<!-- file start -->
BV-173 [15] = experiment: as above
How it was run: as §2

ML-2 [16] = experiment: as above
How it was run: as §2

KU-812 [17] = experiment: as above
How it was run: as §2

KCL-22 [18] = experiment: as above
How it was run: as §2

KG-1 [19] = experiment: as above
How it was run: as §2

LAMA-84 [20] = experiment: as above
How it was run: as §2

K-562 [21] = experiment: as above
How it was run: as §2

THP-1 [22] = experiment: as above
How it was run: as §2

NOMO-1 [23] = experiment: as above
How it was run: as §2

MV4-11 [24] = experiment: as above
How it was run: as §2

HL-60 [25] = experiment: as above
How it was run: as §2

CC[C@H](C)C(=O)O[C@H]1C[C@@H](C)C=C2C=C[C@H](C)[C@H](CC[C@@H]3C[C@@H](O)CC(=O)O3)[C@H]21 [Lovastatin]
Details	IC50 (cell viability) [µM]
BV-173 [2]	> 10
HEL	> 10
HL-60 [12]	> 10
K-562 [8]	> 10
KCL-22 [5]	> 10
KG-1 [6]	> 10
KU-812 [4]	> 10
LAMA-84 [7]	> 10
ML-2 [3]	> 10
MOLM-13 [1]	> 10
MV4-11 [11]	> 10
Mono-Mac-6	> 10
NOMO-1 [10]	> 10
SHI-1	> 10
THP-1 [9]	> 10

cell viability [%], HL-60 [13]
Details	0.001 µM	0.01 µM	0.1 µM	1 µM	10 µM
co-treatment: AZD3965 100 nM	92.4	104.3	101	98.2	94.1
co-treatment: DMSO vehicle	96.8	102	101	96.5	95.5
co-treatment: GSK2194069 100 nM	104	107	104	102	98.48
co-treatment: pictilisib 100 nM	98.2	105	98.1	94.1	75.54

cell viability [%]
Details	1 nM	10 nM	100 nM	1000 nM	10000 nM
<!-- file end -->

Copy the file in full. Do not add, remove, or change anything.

BV-173 [15] = experiment: as above
How it was run: as §2

ML-2 [16] = experiment: as above
How it was run: as §2

KU-812 [17] = experiment: as above
How it was run: as §2

KCL-22 [18] = experiment: as above
How it was run: as §2

KG-1 [19] = experiment: as above
How it was run: as §2

LAMA-84 [20] = experiment: as above
How it was run: as §2

K-562 [21] = experiment: as above
How it was run: as §2

THP-1 [22] = experiment: as above
How it was run: as §2

NOMO-1 [23] = experiment: as above
How it was run: as §2

MV4-11 [24] = experiment: as above
How it was run: as §2

HL-60 [25] = experiment: as above
How it was run: as §2

CC[C@H](C)C(=O)O[C@H]1C[C@@H](C)C=C2C=C[C@H](C)[C@H](CC[C@@H]3C[C@@H](O)CC(=O)O3)[C@H]21 [Lovastatin]
Details	IC50 (cell viability) [µM]
BV-173 [2]	> 10
HEL	> 10
HL-60 [12]	> 10
K-562 [8]	> 10
KCL-22 [5]	> 10
KG-1 [6]	> 10
KU-812 [4]	> 10
LAMA-84 [7]	> 10
ML-2 [3]	> 10
MOLM-13 [1]	> 10
MV4-11 [11]	> 10
Mono-Mac-6	> 10
NOMO-1 [10]	> 10
SHI-1	> 10
THP-1 [9]	> 10

cell viability [%], HL-60 [13]
Details	0.001 µM	0.01 µM	0.1 µM	1 µM	10 µM
co-treatment: AZD3965 100 nM	92.4	104.3	101	98.2	94.1
co-treatment: DMSO vehicle	96.8	102	101	96.5	95.5
co-treatment: GSK2194069 100 nM	104	107	104	102	98.48
co-treatment: pictilisib 100 nM	98.2	105	98.1	94.1	75.54

cell viability [%]
Details	1 nM	10 nM	100 nM	1000 nM	10000 nM